Our previous "School Starter" lessons about community and the world we live in provide students with background knowledge about society and how it functions. During our literacy meeting at our "Gathering Place" aka meeting circle, we begin a discussion about differences among people and how there are differences in our classroom community. I like to relate abstract concepts with what is the real world to my students. They spend a lot more time in our classroom community than anywhere else, so why not begin there.
As expected, students are not shy about telling me how they feel differently about things than another student they know in class. Of course, I draw explicit details from them by layering my questions as they speak. For example, how are you different than your friend? Why do you feel that way? What anecdotes or examples can you give to prove your point? Then, just for fun, I ask the other student that was talked about whether they agree or disagree with their friend's analysis of their behavior. Then, I ask students if they ever disagree with a classroom rule or school policy. Why was this rule conflicting to them or their beliefs? What did they do about this conflict? This discussion goes on for a few minutes among other students as well. I summarize by saying that characters have conflicts with society as well. It is human nature.
With this introduction, I show a Charlotte's Web Video Clip: Wilbur Meets Charlotte. It is the scene where Wilbur meets Charlotte for the first time. She informs him that she is a trapper. She traps insects and kills them for food. Wilbur had issues with this because he is unsure whether he can befriend someone who kills other animals. Charlotte's defense is that she has to find her own food in order to survive. Unlike Wilbur, she does not get her food served daily. Wilbur struggled with this conflict afterwards.
I also read an excerpt from the Charlotte's Web book that relates to this scene. We examine and analyze this chapter and movie clip together. Then we brainstorm our thoughts about other conflicts that relate to character vs. society. One student said that sometimes there are two conflicts that happens with the same scene. For example, when Fern first fought with her father to keep Wilbur alive, that was also character vs. society (Fern vs. Society's belief to respect parents) as well as character vs. character (Fern vs. Dad). I respond by saying that dual conflicts can happen. The student continues to say that when this conflict was resolved and the father agreed not to kill the runt, that was another character vs. society conflict (Dad vs. farming community).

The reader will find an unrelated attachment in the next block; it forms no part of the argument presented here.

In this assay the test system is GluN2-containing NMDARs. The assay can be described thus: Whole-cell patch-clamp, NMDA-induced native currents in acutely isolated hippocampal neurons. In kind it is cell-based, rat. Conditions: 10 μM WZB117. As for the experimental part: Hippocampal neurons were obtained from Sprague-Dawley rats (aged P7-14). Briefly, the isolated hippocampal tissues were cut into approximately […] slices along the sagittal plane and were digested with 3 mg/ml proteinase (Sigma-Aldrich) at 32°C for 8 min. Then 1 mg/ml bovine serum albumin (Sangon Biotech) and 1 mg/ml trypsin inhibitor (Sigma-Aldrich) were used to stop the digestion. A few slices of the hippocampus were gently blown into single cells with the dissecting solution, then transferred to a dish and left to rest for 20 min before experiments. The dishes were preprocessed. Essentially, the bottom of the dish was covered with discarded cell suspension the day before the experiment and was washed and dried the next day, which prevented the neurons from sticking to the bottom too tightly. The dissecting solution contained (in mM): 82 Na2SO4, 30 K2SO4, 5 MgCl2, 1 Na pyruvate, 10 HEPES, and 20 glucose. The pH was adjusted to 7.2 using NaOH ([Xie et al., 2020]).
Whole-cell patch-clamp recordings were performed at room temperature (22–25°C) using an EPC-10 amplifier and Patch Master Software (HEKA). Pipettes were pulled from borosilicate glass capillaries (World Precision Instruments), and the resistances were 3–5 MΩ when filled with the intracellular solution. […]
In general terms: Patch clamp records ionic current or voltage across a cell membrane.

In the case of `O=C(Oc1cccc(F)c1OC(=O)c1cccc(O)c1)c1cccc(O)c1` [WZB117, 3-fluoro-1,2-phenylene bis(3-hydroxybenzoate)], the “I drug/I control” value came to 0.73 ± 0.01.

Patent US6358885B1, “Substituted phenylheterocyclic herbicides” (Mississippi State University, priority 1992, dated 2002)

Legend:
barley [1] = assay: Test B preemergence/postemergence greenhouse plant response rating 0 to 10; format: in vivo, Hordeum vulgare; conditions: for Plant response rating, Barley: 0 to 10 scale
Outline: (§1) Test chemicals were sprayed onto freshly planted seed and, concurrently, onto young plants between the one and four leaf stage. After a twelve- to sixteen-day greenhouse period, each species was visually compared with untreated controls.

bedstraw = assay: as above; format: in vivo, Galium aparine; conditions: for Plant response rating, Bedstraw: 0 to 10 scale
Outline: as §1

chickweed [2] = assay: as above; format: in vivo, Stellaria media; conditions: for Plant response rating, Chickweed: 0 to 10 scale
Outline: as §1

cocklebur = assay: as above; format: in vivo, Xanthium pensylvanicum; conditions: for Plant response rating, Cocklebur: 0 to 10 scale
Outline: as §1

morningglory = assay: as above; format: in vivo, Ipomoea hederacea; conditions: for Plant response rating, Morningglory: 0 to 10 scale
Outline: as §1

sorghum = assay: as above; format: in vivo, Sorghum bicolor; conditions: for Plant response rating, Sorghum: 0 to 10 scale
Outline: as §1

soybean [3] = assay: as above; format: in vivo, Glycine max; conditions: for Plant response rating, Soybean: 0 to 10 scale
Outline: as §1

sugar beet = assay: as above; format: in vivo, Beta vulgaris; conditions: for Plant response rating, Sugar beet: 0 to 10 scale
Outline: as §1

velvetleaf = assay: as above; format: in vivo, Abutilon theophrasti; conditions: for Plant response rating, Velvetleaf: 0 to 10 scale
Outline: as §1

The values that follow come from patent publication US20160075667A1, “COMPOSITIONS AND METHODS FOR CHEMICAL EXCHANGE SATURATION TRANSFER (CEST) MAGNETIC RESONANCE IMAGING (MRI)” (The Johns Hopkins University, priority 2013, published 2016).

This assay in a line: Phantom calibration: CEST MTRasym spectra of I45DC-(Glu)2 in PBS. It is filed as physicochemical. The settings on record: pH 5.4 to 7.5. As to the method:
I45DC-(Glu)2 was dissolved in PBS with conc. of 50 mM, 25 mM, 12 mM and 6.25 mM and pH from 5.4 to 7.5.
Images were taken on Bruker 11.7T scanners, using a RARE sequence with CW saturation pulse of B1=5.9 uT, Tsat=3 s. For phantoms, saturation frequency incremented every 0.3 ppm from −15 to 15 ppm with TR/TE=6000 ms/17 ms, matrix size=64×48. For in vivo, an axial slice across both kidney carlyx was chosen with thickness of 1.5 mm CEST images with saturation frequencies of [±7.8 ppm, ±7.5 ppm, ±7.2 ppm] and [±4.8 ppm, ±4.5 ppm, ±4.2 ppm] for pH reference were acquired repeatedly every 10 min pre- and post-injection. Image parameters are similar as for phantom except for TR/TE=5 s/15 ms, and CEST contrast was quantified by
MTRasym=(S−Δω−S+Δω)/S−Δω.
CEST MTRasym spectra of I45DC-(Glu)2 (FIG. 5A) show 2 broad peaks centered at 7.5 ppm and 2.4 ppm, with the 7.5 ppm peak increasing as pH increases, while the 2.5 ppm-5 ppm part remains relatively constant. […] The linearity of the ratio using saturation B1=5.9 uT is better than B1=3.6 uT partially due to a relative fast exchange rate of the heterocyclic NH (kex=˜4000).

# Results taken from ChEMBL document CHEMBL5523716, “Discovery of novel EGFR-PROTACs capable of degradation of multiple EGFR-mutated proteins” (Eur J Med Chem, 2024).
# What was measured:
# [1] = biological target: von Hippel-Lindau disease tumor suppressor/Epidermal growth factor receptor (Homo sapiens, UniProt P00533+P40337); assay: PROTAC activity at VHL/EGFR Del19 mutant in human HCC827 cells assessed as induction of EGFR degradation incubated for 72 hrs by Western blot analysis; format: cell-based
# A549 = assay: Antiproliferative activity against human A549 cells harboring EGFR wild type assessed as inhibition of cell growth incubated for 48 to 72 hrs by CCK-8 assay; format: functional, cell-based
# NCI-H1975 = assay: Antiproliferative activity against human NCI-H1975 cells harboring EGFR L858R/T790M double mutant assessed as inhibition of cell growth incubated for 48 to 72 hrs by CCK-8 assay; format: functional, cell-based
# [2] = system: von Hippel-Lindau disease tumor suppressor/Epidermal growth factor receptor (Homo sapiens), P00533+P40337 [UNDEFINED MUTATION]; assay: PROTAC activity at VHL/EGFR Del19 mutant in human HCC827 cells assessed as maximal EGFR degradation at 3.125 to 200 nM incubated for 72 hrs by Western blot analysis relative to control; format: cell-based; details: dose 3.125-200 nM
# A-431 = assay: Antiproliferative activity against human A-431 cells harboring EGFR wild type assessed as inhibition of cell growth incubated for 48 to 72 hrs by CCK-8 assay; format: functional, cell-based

I begin my lesson by directing students to read and interpret my Character vs. Society Confict Flip Chart. Once students are given its definition, we explore all types of reasons that an individual might have conflicts with norms and rules of society.
Then, I use my document camera to project a Character Conflicts Graphic Organizer that plots out the character's feelings and actions during conflicts. Another way to display this graphic organizer is to use a poster maker and create an enlargement. If I used a poster, I would ask students to write on post-its and attach them on certain areas of the organizer. However, I chose to use the projected image because I have Promethean technology in my classroom. I can just use my ActivPen and write what students dictate. For this lesson, I chose to use the student responders and asked them to text me short answers to describe Wilbur's thoughts and feelings about his conflict with society. The responders I have allow me to see the names or assigned number of the person answering. So, I can read the response and ask the student more details about the text.
Furthermore, the response technology system allows me to conduct formative assessments along the way. At this point, I was able to establish if students had a clear understanding of what defines character vs. society. The depth of their knowledge was further explored as I asked students to cite from the book and/or movie evidence that supports their conclusions.
As a visual aide, I show students a Conflict Stapleless book. I ask them how I can use this mini book to demonstrate my knowledge about character vs. society conflicts. One student said you can pick different examples of character vs. society conflicts and draw it on top. Then, you can write your explanation on the bottom of your picture. Another student suggested to pick only one character vs. nature conflict. Then, draw in sequence the different ways the character tries to resolve this conflict (one per page of the booklet). Various other discussions occurred about what to do with the mini-book. Then we voted the idea we liked best.
So, student decided it was best to draw a picture of one conflict, describe the character, the societal norms against the character, and its resolution using drawings and text. We decided to work independently on this project and share out afterwards. Before disseminating them to work independently, we reviewed expected behaviors. We wrote on chart paper what is expected during independent work: